WOOSTER, Ohio — Ask Michael Mann what he thinks about the global warming controversy, and he’ll likely respond by saying, “What controversy?” The professor of meteorology at Penn State University and one of the world’s leading authorities on climate change erased any lingering doubt about the planet’s escalation in temperature with a compelling presentation at the 32nd annual Richard Osgood Lecture last week at The College of Wooster.
“From a scientific point of view, human-caused climate change is not controversial,” said Mann before a near capacity crowd in Gault Recital Hall of Scheide Music Center. “We’ve known about the “greenhouse effect” for nearly two centuries — and we know that human activity is responsible for increasing the concentrations of greenhouse gases. That’s all you need to know to understand that human-caused climate change is a reality.”
Mann unwittingly found himself at the center of the debate when he published research about a major spike in temperatures, illustrated by a graph that resembled the blade of a hockey stick pointing upward at an almost 90-degree angle. His findings were met with skepticism by some, outrage by others, particularly politicians from states that rely heavily on the production of fossil fuels. One of the more vitriolic attacks came from Texas Congressman Joe Barton, who actually subpoenaed Mann and 16 other scientists on suspicion of fraud, even though the integrity of their data was beyond reproach.
“Human-caused climate change is irrefutable,” said Mann. “Our planet has warmed by 1.5 degrees Fahrenheit in the last century. Atmospheric carbon dioxide has increased by more than a hundred parts per million since the dawn of industrialization. By mid-century, that could increase to .45 parts per million, causing dangerous and irreversible climate changes. The recent warming that has taken place is unprecedented. If this continues, we will be talking about a fundamentally different planet.”
So, if the science is so clear, why has there been no action? The reason, according to Mann, is politics, or what he referred to as the “scientization of politics” — the use, or abuse, of science to counteract the facts.
A watershed moment in this odyssey occurred in 2002 when Republican Party strategist Frank Luntz issued a memo to fossil fuel interests suggesting that there was a “window of opportunity” to challenge the science. Those with vested interests in the continued use of fossil fuel began to attack mainstream science by launching a campaign of misinformation. The objective was to cast doubt on the data and persuade the public that there was no scientific consensus on the issue, so there would be no need to change the status quo. It was similar to the strategy used by the tobacco industry to cast doubt on reports about the negative health effects of smoking.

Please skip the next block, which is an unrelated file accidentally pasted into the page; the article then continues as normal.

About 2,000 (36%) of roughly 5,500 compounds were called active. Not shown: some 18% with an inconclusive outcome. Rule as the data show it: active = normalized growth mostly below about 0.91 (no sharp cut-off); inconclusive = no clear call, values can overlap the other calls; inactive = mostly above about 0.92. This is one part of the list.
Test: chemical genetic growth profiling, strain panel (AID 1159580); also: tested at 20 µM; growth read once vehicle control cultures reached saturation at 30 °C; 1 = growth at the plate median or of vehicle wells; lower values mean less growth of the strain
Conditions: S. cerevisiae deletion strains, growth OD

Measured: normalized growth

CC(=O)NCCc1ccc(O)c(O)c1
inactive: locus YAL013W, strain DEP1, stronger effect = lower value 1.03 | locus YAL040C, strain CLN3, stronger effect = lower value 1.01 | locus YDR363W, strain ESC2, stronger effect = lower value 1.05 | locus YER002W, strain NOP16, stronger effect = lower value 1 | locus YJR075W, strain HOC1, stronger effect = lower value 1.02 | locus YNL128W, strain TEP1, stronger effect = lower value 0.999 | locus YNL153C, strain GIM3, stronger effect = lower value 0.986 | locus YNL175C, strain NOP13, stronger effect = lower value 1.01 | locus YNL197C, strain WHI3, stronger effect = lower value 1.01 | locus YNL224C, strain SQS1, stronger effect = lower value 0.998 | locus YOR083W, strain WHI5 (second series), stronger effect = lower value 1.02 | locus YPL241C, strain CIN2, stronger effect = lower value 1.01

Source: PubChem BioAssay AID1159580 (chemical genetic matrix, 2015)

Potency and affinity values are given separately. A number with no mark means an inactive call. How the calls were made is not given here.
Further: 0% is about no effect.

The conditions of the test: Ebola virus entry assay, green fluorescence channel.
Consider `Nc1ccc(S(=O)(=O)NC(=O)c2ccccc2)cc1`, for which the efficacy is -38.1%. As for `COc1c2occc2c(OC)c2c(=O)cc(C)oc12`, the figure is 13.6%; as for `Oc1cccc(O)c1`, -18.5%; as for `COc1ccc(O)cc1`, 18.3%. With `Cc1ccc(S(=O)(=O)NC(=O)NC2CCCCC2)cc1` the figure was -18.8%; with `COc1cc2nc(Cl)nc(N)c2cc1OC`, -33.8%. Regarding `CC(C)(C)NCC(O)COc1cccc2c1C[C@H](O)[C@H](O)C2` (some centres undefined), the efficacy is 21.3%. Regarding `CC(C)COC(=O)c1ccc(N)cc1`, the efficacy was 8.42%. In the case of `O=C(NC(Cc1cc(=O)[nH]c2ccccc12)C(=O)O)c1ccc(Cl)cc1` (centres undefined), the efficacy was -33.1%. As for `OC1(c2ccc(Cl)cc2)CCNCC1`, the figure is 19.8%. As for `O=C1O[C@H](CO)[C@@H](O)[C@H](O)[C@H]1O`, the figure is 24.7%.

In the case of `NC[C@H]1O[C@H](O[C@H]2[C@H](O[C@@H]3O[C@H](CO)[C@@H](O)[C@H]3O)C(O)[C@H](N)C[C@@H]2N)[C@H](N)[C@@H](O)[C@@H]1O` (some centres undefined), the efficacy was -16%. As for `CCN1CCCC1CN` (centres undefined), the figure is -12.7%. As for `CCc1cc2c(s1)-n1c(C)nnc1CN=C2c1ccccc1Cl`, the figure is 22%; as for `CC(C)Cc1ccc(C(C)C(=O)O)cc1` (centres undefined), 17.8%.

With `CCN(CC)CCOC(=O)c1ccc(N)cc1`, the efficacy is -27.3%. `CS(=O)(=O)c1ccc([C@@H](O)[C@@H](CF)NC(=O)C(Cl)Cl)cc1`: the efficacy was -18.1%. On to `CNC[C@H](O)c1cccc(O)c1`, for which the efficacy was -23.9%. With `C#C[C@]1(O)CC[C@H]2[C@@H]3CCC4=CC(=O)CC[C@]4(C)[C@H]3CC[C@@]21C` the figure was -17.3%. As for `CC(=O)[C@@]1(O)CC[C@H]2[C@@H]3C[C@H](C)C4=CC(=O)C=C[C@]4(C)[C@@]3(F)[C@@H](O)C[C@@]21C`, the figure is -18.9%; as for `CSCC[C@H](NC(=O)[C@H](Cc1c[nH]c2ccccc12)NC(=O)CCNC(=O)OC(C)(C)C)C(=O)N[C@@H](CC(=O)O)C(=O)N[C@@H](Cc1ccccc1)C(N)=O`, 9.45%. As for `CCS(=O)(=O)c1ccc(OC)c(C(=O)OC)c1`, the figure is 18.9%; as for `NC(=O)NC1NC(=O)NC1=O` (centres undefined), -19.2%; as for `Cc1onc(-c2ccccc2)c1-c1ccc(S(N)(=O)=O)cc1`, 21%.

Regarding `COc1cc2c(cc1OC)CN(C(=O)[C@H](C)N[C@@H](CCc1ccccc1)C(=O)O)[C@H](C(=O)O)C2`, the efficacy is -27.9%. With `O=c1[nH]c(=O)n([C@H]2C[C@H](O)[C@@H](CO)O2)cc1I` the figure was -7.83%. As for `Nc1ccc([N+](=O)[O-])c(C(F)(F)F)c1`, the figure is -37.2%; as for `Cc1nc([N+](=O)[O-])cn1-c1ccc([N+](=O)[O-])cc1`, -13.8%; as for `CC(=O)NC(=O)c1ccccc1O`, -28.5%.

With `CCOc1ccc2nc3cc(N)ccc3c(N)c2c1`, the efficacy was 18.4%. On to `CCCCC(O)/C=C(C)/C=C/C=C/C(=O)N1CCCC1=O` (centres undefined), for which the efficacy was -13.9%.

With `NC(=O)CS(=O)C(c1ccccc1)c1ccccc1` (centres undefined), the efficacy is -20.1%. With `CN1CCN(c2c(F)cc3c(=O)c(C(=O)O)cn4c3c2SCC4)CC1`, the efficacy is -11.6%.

Fossil fuel advocates, like Barton and James Inhofe of Oklahoma, went on the offensive, assembling a cadre of paid advocates to refute the findings of Mann and others. For a while it worked, but Mann and his colleagues found allies in some unexpected places — namely the Republican Party. Sherwood Boehlert, a longtime moderate from New York, was one of the more outspoken Republicans. He warned his colleagues that they were in jeopardy of becoming known as the “anti-science” party. Former presidential candidate John McCain also spoke out against Barton and his “campaign of harassment.”
Of course, not all Republicans were on board. McCain’s running mate, Sarah Palin, authored an op-ed in The Washington Post, in response to the alleged manipulation of data and destroying of records during the Copenhagen Climate-Change Summit in 2009. In the end, it turned out to be a “witch-hunt” and even a form of “Modern-Day McCarthyism,” according to many observers.
Since that time, however, the global warming debate has appeared to cool down, at least a few degrees, and Mann is optimistic that people on both sides will get past what he termed a “bad-faith debate.” As for solutions, Mann said, there is no magic bullet. “Our transition from a reliance on fossil fuels should be done gradually, not cold turkey.”
In closing his illustrated presentation, Mann posted a photo of his young daughter at an aquarium near Pittsburgh. In the background, a polar bear can be seen diving below the surface of a glass-enclosed display — a priceless Kodak moment that symbolized a new window of opportunity. “We must frame the issue as one of intergenerational ethics,” he said. “The decisions we make today will have a profound impact on the planet our children will inherit.”
Mann’s presentation must have resonated with the audience. In a nearly 30-minute question-and-answer session, there were no hostile proclamations or dissenting voices. People finally seemed to be getting the message.
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